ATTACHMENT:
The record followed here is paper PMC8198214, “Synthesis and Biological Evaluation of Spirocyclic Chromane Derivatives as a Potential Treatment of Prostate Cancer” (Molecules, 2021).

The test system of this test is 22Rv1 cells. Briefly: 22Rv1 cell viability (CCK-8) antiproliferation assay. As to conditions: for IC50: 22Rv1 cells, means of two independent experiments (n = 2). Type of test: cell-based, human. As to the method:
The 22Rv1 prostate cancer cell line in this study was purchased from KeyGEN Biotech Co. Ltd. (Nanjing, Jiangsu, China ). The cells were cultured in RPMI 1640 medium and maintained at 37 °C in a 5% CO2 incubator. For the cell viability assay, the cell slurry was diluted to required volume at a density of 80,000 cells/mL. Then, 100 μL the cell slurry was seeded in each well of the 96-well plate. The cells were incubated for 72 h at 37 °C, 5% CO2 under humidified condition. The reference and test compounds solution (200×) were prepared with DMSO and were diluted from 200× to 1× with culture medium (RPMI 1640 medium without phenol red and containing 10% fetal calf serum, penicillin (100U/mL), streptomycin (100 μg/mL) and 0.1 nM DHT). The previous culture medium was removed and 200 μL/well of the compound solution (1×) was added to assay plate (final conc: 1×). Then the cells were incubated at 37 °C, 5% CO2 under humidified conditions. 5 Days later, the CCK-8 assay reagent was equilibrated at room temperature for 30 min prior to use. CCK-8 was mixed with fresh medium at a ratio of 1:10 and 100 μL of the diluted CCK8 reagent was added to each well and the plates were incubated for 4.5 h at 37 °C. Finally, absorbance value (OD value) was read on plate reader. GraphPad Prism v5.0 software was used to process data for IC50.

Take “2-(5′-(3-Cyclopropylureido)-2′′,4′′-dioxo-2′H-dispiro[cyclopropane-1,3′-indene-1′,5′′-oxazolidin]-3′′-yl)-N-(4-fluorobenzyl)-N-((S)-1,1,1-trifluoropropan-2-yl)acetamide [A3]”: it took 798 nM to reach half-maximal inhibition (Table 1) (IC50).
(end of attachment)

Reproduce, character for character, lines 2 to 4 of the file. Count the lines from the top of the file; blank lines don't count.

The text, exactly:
The test system of this test is 22Rv1 cells. Briefly: 22Rv1 cell viability (CCK-8) antiproliferation assay. As to conditions: for IC50: 22Rv1 cells, means of two independent experiments (n = 2). Type of test: cell-based, human. As to the method:
The 22Rv1 prostate cancer cell line in this study was purchased from KeyGEN Biotech Co. Ltd. (Nanjing, Jiangsu, China ). The cells were cultured in RPMI 1640 medium and maintained at 37 °C in a 5% CO2 incubator. For the cell viability assay, the cell slurry was diluted to required volume at a density of 80,000 cells/mL. Then, 100 μL the cell slurry was seeded in each well of the 96-well plate. The cells were incubated for 72 h at 37 °C, 5% CO2 under humidified condition. The reference and test compounds solution (200×) were prepared with DMSO and were diluted from 200× to 1× with culture medium (RPMI 1640 medium without phenol red and containing 10% fetal calf serum, penicillin (100U/mL), streptomycin (100 μg/mL) and 0.1 nM DHT). The previous culture medium was removed and 200 μL/well of the compound solution (1×) was added to assay plate (final conc: 1×). Then the cells were incubated at 37 °C, 5% CO2 under humidified conditions. 5 Days later, the CCK-8 assay reagent was equilibrated at room temperature for 30 min prior to use. CCK-8 was mixed with fresh medium at a ratio of 1:10 and 100 μL of the diluted CCK8 reagent was added to each well and the plates were incubated for 4.5 h at 37 °C. Finally, absorbance value (OD value) was read on plate reader. GraphPad Prism v5.0 software was used to process data for IC50.

Take “2-(5′-(3-Cyclopropylureido)-2′′,4′′-dioxo-2′H-dispiro[cyclopropane-1,3′-indene-1′,5′′-oxazolidin]-3′′-yl)-N-(4-fluorobenzyl)-N-((S)-1,1,1-trifluoropropan-2-yl)acetamide [A3]”: it took 798 nM to reach half-maximal inhibition (Table 1) (IC50).